n.DiplomaticsAn entity, constituted either by a collection or succession of natural or physical persons, that can take part in legal actions.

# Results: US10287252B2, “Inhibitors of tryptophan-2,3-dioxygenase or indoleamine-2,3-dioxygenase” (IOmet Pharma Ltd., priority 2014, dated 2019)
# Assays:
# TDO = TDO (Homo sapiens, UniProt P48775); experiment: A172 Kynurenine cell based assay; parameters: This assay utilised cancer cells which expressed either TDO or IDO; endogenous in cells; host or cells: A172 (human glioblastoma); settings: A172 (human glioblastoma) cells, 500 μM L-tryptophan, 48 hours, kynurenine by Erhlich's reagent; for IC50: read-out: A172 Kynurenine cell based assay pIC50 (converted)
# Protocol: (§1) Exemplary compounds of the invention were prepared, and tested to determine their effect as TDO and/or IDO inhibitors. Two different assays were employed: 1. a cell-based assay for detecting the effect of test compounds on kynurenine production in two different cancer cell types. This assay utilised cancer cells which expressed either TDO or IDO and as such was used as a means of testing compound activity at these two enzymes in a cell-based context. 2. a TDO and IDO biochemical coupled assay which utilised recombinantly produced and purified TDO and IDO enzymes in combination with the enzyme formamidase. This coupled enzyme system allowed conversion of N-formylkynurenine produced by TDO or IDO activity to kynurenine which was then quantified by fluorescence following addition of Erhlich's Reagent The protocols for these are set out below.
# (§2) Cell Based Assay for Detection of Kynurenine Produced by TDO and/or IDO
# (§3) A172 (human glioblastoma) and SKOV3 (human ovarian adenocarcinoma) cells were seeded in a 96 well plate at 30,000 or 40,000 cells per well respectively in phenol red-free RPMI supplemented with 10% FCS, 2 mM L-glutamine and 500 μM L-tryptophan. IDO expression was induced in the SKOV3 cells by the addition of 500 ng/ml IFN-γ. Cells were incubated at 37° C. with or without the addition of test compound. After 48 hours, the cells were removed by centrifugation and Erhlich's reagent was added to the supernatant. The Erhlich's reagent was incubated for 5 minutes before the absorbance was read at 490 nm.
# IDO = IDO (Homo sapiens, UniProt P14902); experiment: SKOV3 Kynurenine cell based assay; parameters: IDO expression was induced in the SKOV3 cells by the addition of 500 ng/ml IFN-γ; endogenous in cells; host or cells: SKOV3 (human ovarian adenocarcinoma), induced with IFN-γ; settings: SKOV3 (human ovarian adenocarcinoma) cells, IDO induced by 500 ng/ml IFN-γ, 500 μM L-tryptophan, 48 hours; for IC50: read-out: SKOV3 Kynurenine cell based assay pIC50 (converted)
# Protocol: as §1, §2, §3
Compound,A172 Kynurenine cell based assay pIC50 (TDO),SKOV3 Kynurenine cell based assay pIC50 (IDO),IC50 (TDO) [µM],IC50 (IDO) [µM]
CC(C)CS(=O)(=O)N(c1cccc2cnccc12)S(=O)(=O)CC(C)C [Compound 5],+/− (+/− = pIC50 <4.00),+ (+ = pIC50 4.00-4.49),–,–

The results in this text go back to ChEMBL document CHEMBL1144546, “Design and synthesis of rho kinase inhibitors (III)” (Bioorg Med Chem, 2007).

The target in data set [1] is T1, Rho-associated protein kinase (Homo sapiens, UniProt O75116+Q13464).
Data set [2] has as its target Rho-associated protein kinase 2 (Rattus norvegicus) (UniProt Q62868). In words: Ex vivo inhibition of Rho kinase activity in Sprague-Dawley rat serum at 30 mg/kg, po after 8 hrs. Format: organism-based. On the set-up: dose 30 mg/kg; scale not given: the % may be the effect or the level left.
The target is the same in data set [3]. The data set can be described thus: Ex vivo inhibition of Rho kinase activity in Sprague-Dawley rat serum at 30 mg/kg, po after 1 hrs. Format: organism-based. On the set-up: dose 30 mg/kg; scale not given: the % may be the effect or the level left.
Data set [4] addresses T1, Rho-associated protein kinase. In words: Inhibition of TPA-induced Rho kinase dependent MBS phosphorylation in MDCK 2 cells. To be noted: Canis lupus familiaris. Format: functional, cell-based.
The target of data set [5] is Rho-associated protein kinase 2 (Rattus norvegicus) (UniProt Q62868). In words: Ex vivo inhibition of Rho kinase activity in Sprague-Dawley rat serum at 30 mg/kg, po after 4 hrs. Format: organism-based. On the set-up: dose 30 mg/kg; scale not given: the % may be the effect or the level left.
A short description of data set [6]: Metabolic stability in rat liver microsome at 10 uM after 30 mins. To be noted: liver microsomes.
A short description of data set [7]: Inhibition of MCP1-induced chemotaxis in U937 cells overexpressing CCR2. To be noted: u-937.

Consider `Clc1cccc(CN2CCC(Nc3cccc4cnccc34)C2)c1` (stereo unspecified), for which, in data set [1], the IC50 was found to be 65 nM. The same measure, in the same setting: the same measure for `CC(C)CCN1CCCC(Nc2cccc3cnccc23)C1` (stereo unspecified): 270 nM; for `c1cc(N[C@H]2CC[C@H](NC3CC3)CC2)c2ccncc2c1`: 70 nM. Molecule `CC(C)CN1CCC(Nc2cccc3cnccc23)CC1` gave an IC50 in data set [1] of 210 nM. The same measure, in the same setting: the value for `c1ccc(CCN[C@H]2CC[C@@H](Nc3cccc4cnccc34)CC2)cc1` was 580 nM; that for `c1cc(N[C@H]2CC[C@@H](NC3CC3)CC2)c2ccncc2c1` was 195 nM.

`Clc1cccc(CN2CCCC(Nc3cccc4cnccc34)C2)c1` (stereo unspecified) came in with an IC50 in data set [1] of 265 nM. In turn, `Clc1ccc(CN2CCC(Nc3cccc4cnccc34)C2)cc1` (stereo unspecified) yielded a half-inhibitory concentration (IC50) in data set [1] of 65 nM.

Duranti 1998, p. 42 The term 'juridical person' is used in the sense of an entity having the capacity of the potential to act legally and constituted either by a collection or succession of physical persons or a collection of properties. Examples of juridical persons are states, agencies, corporations, associations, committees, partnerships, ethnic and religious groups, positions to which individuals are nominated, appointed, or hired, character groups (women, fathers, children, deceased persons), the estates of bankrupt or deceased persons, counties, and so on. . . . In English, the United States, and English-speaking Canada, there is a legal distinction between 'natural' and 'artificial' persons which is close to the distinction between physical and juridical persons, but the jurists in those countries do not agree on a definition of the two terms.